Monday, January 1, 2024

Watch: Rescue of Price Sisters' 1966 Pontiac Tempest, new home, cleanup

Rescue time! After decades locked away in a 10-foot-by-20-foot wooden garage, the Price sisters' 1966 Pontiac Tempest sees daylight when new owner tows the car home. Now you're gonna find out what ties me to the Price sisters' story. That new owner is my dad, Joe Potter, who found out that the Price sisters' property was being sold and jumped at the opportunity in 2014.

Moving time
Beating the brakes loose and airing up the ancient rubber was all it took to relocate the Pontiac. The super straight survivor was easy to roll to its new home in Pinson, Alabama. The ’66 Tempest was dusty and littered with mud dauber nests in the cracks and crevices but a sight to behold in the sunlight.

Price sisters' turquoise 1966 Pontiac Tempest is rolled out of wooden garage for first time in decades in Pinson, Alabama.

Two things
Loading the Pontiac onto the tow dolly and moving what was a significant element of the Price sisters' story hit me on two levels. I've been in the Pontiac camp since I learned to drive. My first car was a 1976 Pontiac Astre (you gotta start somewhere), but more importantly, this Tempest was the sisters' refuge from the storm. A part of my small-town story. Pinson, Alabama, a place full of history, colorful characters and caring individuals. It's where I've lived for more than four decades and have no plans of leaving. This car is part of that legacy. Now, back to moving that legacy to my dad’s house.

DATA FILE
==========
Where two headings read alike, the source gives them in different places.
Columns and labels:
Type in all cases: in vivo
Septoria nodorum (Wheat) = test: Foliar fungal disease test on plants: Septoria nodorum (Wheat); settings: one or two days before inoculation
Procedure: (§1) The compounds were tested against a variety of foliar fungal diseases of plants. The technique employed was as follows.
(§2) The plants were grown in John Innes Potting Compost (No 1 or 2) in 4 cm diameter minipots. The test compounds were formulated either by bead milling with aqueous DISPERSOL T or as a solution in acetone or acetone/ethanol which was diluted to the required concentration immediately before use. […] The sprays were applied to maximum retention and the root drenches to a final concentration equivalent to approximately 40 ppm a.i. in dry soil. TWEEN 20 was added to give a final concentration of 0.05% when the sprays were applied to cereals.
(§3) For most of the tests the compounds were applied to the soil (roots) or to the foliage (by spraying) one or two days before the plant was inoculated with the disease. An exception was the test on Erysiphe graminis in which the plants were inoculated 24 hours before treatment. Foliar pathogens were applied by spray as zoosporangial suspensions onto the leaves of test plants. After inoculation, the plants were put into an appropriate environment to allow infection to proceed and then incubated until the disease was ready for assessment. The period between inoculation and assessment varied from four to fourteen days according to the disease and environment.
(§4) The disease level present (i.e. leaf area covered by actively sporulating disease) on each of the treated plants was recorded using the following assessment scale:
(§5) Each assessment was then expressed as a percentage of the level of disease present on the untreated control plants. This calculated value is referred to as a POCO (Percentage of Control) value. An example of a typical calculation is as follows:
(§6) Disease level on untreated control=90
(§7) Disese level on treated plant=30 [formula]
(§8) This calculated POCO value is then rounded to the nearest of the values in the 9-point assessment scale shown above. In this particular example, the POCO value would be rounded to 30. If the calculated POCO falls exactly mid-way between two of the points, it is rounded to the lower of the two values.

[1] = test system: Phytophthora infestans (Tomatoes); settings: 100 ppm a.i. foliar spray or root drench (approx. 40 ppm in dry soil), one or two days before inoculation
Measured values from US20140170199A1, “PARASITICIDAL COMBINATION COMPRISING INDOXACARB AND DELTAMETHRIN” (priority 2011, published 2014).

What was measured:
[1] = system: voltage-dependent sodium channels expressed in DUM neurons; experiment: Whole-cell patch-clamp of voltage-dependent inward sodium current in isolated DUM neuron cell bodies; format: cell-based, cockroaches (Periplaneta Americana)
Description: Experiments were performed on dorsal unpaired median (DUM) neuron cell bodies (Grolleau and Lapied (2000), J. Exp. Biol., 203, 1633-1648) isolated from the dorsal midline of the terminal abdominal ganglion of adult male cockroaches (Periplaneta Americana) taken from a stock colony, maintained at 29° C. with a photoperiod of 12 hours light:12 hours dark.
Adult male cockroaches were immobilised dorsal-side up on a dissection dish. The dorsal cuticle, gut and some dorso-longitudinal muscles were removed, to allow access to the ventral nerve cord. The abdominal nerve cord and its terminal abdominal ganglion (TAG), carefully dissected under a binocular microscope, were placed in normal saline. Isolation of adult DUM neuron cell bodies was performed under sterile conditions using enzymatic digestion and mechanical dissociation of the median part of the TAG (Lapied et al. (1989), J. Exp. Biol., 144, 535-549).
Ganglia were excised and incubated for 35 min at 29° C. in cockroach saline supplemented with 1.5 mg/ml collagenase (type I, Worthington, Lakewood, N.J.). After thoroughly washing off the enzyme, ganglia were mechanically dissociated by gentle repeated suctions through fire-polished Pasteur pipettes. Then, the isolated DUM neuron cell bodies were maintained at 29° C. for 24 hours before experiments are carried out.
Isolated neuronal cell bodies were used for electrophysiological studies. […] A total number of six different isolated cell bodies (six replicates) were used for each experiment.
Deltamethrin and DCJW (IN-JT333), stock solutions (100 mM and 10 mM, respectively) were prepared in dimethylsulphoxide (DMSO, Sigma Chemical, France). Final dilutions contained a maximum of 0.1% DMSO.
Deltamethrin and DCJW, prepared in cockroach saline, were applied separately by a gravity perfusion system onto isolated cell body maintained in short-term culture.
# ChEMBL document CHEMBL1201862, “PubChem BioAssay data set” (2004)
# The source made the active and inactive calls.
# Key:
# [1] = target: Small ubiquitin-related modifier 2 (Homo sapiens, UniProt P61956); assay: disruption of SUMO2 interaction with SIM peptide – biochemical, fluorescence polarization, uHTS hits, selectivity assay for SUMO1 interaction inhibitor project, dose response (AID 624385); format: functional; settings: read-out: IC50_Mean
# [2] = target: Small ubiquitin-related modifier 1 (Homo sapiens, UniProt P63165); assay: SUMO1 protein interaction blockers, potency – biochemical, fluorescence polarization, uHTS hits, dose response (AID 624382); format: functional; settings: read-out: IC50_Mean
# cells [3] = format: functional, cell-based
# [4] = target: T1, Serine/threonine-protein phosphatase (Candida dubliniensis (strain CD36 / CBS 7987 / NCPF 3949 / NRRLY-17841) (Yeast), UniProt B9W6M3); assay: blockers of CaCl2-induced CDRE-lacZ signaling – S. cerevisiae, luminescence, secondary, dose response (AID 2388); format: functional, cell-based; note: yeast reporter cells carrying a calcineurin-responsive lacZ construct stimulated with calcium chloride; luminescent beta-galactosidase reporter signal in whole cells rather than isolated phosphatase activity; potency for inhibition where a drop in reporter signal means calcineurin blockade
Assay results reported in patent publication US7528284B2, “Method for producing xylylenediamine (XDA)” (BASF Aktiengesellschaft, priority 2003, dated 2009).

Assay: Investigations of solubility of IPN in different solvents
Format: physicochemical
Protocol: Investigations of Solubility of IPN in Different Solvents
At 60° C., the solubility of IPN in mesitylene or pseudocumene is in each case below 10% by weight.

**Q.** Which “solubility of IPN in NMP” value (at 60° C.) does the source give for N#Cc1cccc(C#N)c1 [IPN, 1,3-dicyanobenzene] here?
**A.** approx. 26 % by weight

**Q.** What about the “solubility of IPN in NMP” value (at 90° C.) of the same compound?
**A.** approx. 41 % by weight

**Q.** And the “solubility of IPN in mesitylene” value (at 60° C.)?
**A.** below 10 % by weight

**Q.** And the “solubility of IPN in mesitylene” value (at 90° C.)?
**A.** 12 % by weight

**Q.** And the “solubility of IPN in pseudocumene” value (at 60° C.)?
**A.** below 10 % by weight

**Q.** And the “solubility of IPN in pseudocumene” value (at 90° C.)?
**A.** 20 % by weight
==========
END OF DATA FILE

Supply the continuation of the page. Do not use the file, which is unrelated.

Damage assessment
The Tempest looked to be in great condition overall despite its non-running condition. Garage life did preserve this Pontiac in many ways but not everything is perfect. Axe marks on the trunk lock, which is now missing, indicate that the sisters improvised to gain access to the trunk. Maybe they lost the keys at one time? The driver's seat is demolished from years excessive use as the Price sisters took turns getting in and out to sleep and rest while the Pontiac was parked in the little garage. Under the hood, the core support suffered serious rust damage either from battery acid leak or rats nest yuck.

Rusty core support on the 1966 Pontiac Tempest. Probably combination of leaky battery acid an rats' nests.

What to do first?
After a thorough cleanup inside and out, I determined that the core support was the next step in the rehab.
 A new core support would allow the hood to be closed. As it sat, the hood would not latch because of the rust-damaged parts on the core support. My dad was less than enthused about spending any money on the Pontiac. He did not see the value in making a four door Tempest roadworthy. The meager investment was money in the bank to him. I had other projects to tend to but I kept watch for a replacement core support. As long as my dad owned it, it would be my back burner project as well. 

Emblem on red 1966 Pontiac Tempest that's been parked in the woods for decades. I've been trying to buy for 10 years.

I remember another Tempest
Years of hunting cars has provided many connections. I know of another 1966 Pontiac Tempest that has been sitting for decades outside next to some woods. I've been trying to buy it for ten years. Maybe they will sell it for our Price sisters project? Stay tuned!

Jody Potter
— Junkyard Life: The Story Beneath the Rust

Read more about the Price Sisters in our full Junkyard Life story.

Do you have a great story, a junkyard or a junky yard?
Send us details and we’re on the way!
Send emails to Jody Potter at

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